Radiative Heating in Underexplored Bands Campaign-II (RHUBC-II)

At an elevation of more than 5000 meters and peaks rising to 5500 meters, the Chajnantor 
    Plateau in Chile is a popular spot for atmospheric and astronomical research.
At an elevation of more than 5000 meters and peaks rising to 5500 meters, the Chajnantor Plateau in Chile is a popular spot for atmospheric and astronomical research. The RHUBC-II field campaign will take place at an elevation of 5383 meters on Cerro Toco, a mountain near the border of Bolivia and Argentina. (Larger image.)

The second phase of the Radiative Heating in Underexplored Bands Campaign (RHUBC-II) takes place on Cerro Toco, a mountain rising from the Chajnantor Plateau in Chile. From August to October 2009, nearly a dozen instruments will operate continuously to obtain measurements—such as temperature, pressure, humidity, and incoming and outgoing energy—for characterizing the atmospheric state. In addition, a combination of several spectrometers—highly sophisticated optical instruments used to measure the properties of light over a specific portion of the electromagnetic spectrum—will obtain measurements from the infrared region of the spectrum.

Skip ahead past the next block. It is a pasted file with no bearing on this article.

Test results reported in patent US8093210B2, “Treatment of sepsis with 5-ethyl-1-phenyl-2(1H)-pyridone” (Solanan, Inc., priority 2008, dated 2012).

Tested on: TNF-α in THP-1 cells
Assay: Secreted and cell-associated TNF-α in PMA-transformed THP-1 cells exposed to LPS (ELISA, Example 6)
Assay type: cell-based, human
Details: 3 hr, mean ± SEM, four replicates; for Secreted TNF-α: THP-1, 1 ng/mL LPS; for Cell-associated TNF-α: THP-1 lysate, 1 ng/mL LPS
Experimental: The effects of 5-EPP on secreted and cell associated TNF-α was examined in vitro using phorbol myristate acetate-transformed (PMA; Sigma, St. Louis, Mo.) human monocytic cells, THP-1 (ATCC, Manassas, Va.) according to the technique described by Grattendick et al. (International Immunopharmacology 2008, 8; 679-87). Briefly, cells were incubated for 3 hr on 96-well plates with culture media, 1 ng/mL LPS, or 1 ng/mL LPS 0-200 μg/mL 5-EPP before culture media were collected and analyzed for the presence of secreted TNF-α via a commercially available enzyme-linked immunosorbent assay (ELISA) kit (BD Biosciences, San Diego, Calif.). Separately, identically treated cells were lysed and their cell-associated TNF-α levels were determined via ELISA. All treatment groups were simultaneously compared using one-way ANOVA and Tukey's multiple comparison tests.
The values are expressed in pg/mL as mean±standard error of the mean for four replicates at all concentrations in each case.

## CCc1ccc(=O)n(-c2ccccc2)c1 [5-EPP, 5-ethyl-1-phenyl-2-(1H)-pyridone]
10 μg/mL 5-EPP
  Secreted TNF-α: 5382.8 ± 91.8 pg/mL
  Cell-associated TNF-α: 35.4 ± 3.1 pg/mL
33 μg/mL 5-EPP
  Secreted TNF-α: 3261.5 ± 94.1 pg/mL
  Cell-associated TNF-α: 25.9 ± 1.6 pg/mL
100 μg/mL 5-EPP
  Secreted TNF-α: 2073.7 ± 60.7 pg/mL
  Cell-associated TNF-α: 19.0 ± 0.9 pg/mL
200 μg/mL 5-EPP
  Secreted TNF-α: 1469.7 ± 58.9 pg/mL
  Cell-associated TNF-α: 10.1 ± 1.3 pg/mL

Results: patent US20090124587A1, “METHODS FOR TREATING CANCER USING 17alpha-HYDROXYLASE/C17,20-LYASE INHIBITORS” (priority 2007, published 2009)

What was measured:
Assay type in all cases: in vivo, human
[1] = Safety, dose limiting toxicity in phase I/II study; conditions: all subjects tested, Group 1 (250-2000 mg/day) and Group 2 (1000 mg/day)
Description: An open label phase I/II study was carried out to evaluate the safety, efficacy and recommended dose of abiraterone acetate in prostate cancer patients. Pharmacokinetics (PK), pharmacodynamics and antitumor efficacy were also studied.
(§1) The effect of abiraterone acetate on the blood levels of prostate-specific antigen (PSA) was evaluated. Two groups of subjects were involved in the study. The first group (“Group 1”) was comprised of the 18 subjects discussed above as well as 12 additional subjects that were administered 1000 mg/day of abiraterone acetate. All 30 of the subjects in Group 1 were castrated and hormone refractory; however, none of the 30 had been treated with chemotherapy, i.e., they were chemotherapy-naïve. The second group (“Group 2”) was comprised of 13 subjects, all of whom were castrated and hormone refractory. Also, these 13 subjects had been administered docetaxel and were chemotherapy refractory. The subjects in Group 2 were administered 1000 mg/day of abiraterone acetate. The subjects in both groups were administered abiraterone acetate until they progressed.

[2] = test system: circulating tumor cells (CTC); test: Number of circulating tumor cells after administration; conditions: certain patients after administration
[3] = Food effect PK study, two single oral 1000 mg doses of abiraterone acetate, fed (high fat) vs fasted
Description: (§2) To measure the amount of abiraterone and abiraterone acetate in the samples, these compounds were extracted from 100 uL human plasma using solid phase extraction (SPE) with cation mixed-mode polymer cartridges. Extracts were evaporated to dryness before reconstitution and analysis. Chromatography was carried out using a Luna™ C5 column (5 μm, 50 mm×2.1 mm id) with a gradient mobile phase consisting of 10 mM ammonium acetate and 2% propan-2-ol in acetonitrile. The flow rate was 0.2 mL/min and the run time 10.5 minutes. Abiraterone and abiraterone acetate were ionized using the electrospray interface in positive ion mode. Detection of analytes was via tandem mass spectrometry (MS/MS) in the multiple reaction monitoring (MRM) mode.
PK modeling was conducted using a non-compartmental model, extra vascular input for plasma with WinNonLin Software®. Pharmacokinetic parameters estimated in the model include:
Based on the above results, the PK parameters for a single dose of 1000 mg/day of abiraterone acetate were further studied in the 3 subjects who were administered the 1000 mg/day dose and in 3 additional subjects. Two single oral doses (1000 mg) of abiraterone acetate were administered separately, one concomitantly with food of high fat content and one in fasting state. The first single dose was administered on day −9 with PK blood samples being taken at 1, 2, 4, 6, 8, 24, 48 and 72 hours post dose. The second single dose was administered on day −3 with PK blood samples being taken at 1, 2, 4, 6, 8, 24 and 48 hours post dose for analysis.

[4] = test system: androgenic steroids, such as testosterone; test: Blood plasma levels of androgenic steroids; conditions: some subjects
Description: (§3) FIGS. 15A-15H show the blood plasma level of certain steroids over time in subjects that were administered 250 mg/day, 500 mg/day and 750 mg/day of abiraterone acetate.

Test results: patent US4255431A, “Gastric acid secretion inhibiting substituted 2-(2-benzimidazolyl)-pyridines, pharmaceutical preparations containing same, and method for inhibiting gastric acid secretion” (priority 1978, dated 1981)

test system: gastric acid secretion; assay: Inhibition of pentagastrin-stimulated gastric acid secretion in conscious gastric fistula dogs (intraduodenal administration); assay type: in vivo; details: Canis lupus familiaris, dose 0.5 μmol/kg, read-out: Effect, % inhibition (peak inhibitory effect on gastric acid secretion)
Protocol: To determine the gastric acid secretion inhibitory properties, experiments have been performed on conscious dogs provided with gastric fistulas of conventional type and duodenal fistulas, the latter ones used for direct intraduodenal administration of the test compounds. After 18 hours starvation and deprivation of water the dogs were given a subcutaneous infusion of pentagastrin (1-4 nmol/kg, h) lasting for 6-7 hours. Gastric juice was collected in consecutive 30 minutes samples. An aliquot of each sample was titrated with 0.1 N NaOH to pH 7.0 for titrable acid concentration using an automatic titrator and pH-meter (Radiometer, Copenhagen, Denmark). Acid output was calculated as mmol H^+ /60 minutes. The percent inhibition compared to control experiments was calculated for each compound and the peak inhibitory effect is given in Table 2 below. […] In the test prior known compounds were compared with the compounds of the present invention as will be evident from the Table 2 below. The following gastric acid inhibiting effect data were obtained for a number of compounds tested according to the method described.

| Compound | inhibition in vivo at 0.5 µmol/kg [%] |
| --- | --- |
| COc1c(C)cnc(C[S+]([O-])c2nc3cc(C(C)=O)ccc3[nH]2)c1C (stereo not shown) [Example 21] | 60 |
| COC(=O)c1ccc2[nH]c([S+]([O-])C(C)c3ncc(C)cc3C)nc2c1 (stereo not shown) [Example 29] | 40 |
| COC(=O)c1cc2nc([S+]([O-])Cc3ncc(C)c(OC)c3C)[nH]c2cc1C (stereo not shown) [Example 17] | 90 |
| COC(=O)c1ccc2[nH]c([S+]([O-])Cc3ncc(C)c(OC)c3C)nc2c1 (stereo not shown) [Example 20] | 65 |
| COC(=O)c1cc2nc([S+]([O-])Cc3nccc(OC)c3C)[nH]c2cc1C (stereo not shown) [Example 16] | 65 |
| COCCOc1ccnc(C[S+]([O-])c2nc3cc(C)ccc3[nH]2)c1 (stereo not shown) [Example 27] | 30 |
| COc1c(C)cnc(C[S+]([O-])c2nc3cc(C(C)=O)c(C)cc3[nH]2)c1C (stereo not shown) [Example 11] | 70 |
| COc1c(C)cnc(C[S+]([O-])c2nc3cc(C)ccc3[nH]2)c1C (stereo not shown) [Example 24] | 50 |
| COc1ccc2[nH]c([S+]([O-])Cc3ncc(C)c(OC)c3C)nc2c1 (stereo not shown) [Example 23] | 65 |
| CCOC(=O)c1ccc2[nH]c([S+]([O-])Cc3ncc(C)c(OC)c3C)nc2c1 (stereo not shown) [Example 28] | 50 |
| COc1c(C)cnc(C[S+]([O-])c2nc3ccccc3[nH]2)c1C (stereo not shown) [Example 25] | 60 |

Water vapor strongly absorbs solar and infrared energy in many bands throughout the electromagnetic spectrum.  In these spectral regions, the atmosphere is essentially opaque at most surface locations around the earth.  However, these spectral regions are very important to the absorption of energy in the middle-to-upper troposphere, where there is significantly less water vapor, and any errors in the strength of this absorption will result in errors in the modeling of the earth's climate.

The Chajnantor plateau, which is located high in the Atacama desert, is one of the driest places in the world.  At this location, these spectral regions where water vapor absorbs will be partially transparent. Thus, the accuracy of the models used to predict the absorption can be evaluated there.

Detailed information obtained from this field campaign is expected to greatly reduce uncertainties in the treatment of middle and upper tropospheric moisture in the radiation calculations used in global climate models. This effort is a follow-on to RHUBC, conducted in 2007 at the ACRF North Slope of Alaska site in Barrow.